We decided to combine these two aspects of universe/setting and plot together to create a narrative that will revolve around a group of resistance members fighting against the alien forces though covert ops as they find out the true nature of the signed ‘peace treaty.’ This peace treaty while announced to the public that would bring humanity and the alien forces closer together in harmony, was actually signed by the leaders of humanity in order to negotiate the price of peace, that price being black op genetic research conducted in various gene labs located around the world, hidden in plain sight. The main transmedia narrative takes place as the aliens begin to find out that the resistance is closing in on one of their secret gene labs, and have decided to plant an explosive device that’s set to go off in a certain amount of time, making it look like an accident. The resistance members get word of this and plan to stop it before it explodes.
As for how we planned for this to be created as a Transmedia narrative, we planned on using things such as:
- Journals/Diary Entries
- Social networking sites
- Audio/Video Logs
(These are just some of the platforms we’ve decided on, so they’re subject to change).
The journals/diary entries and audio/video logs will be used to help establish the characters (members of the resistance); as well as social networks, although we’re not sure at this stage.
Puzzles will be used as an interactive platform the audience an engage in, e.g. solving a encrypted message and posting it on a site/social network where the results of the message could affect the ending of the story.
Posters more just to establish the setting, to create something tangible that reflects the workings and setting of the universe.
That’s the initial idea, obviously this is all subject to change over time based on the complexity of how we want to create this narrative.
So in today’s tute, we did a group activity called ‘Story Smash’ where we were meant to be able to create a universe based on the story ideas each group member had.
It was quite difficult in terms of trying to link each story together especially because they were all based in different time periods and settings. One was set in the 17th century which revolved around a serial killer – a crime and mystery story. Another was set in the modern world where an ex-girlfriend becomes crazy and begins to plan a murder of the wife her ex-boyfriend had married. And finally my story revolved around a war against an alien species who had invaded and conquered earth in an attempt to splice parts of their DNA together with human DNA in order to combat their rapid aging bodies and become a stronger species.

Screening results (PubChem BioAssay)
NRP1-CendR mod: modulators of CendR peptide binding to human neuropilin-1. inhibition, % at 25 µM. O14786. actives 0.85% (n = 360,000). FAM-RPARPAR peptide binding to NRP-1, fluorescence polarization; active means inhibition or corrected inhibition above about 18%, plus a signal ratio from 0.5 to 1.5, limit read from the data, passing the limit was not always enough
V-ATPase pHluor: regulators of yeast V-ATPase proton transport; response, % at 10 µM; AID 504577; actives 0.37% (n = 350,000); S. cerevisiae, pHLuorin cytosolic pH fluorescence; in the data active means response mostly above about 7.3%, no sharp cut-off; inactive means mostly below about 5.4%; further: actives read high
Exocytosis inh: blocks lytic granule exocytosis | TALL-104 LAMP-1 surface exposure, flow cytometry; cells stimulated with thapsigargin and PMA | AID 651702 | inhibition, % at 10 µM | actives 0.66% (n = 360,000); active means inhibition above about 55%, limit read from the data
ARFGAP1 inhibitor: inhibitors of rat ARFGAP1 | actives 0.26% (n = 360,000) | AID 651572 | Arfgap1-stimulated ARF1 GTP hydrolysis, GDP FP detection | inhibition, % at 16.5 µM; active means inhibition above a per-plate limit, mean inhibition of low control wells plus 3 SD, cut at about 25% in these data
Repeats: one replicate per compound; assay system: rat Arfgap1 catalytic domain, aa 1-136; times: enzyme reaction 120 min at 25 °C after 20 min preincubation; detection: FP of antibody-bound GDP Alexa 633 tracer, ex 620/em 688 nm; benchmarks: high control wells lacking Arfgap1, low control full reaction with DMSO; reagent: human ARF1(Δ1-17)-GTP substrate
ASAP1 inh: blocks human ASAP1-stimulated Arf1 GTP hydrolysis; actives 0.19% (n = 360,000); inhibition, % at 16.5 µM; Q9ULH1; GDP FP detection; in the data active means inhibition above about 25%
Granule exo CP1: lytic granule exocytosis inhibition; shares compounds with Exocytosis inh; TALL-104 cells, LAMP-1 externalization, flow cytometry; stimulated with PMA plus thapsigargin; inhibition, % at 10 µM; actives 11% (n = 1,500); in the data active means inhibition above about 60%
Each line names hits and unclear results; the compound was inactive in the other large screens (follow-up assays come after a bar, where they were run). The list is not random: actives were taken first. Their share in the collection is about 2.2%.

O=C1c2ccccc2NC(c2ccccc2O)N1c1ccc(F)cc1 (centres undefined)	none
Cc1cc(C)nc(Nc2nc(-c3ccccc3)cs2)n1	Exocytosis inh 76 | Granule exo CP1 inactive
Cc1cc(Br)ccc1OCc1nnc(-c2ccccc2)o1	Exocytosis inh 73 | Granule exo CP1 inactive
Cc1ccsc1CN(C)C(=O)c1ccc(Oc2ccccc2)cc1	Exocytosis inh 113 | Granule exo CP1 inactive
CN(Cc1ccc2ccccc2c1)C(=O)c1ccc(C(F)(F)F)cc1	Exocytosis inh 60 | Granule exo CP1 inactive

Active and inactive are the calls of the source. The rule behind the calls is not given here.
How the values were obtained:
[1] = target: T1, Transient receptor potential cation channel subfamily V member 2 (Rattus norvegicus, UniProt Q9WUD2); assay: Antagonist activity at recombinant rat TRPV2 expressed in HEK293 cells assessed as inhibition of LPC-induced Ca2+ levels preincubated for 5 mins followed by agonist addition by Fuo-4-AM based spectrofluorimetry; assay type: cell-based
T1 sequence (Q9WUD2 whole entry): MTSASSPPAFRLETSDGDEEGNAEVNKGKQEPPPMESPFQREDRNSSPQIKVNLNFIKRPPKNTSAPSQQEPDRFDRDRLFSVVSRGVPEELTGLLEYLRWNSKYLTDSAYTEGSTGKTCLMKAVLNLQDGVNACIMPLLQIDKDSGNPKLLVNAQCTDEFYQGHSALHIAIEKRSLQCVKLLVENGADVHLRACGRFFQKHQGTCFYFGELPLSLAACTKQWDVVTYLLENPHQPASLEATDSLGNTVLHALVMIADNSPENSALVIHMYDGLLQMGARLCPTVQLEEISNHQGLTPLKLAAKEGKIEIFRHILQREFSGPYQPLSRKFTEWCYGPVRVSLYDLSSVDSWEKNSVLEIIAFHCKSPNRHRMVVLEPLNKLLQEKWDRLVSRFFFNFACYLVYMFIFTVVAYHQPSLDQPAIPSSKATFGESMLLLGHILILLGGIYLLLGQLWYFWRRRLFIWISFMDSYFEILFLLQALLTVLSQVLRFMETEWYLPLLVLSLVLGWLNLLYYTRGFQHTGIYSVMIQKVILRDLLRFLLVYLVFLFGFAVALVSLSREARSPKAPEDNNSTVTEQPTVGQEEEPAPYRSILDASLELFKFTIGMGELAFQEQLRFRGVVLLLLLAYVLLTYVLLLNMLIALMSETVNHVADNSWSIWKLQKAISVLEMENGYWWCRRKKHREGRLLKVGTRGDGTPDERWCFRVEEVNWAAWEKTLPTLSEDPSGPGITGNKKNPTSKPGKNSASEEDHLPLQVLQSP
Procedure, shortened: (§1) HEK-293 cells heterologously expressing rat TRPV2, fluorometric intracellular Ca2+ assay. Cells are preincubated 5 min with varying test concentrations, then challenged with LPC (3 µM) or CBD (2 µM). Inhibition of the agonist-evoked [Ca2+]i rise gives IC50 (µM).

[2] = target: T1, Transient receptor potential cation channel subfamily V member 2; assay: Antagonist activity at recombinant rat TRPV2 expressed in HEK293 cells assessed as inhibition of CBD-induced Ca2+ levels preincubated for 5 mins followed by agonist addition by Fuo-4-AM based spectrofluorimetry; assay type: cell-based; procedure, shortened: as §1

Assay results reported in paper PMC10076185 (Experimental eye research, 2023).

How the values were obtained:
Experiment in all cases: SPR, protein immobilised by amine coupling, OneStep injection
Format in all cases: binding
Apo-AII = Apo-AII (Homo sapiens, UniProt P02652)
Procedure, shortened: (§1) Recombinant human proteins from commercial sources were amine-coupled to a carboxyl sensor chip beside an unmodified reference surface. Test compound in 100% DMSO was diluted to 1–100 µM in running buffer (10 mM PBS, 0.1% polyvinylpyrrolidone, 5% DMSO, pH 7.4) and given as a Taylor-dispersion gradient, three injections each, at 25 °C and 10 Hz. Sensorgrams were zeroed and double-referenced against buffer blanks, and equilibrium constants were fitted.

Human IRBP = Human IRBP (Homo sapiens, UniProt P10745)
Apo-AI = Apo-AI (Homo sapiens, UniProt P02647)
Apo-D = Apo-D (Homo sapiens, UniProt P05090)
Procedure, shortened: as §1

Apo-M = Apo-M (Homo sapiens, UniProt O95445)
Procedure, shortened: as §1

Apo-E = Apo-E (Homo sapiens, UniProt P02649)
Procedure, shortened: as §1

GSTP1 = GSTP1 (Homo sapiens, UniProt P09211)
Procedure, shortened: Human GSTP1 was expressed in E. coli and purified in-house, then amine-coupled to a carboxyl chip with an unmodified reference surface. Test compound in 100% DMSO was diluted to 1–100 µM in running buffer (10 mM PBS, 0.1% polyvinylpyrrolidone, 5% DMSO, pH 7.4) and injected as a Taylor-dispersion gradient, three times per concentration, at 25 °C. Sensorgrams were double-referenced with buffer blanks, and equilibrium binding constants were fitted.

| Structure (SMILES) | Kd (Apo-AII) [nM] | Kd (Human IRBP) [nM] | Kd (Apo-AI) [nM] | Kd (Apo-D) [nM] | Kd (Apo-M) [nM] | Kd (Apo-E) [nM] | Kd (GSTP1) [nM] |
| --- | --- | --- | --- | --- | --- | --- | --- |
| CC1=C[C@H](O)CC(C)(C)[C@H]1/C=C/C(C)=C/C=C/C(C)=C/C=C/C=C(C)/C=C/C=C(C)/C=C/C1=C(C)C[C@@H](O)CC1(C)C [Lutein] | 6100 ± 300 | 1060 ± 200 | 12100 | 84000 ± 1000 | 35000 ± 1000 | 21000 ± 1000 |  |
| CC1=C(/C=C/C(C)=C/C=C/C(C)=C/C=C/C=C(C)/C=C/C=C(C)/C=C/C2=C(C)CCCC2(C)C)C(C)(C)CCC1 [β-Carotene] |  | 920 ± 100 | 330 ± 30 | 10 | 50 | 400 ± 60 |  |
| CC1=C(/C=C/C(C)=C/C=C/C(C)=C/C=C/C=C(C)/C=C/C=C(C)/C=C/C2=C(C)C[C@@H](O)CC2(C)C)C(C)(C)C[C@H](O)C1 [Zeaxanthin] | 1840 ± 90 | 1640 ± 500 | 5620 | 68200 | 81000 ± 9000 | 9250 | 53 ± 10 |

We thought of 2 plot ideas where a solider fighting in the resistance discovers that the DNA the aliens had spliced came from certain individuals in history – one from the serial killer and one from a psychopathic woman. The story unfolds as the solider, in between missions, delves deeper into their history and discovers why the aliens became interested in their DNA.
Another plot we had involves the aliens actually observing the planet’s inhabitants for centuries before finally invading. During the observation process they abducted people of interest as they observed their actions and character traits – a serial killer with a knack for aggression and deception and a woman who’s brain structure was fundamentally different from other humans which led to unpredictability and psychopathic tenancies. These people were found frozen in stasis on a ship by resistance soldiers who then freed them in hope that they would cooperate with them and utilize their skills to combat the alien forces.
Types of media we can incorporate:
- Journals/diaries from the past
- New technology – audio/video logs
- Social networks
In terms of how this has expanded my outlook and idea of how I can enhance and create my Transmedia story, I figured I could use hard copy journals and diaries from the soldiers fighting in the resistance army while also using new technological medias such as social networks and video/audio uploading and sharing networks.
‘How would you plan one of these stories?’
Firstly when planning an interactive narrative, taken from my experience playing Visual Novels, I’d think about what story I can create that can branch out. Essentially the base of the story i’d keep broad, focusing only on the setting. Then once I nail that down I would begin to become more specific about the characters, whether or not I’d like the audience to be the character or simply dictate and control his/her actions. Normally in Visual novels the longer you play the more you become the character so in the end I guess it doesn’t really matter. I’d then begin to think about how I can branch out the narrative, whether to create choices that alter the narrative.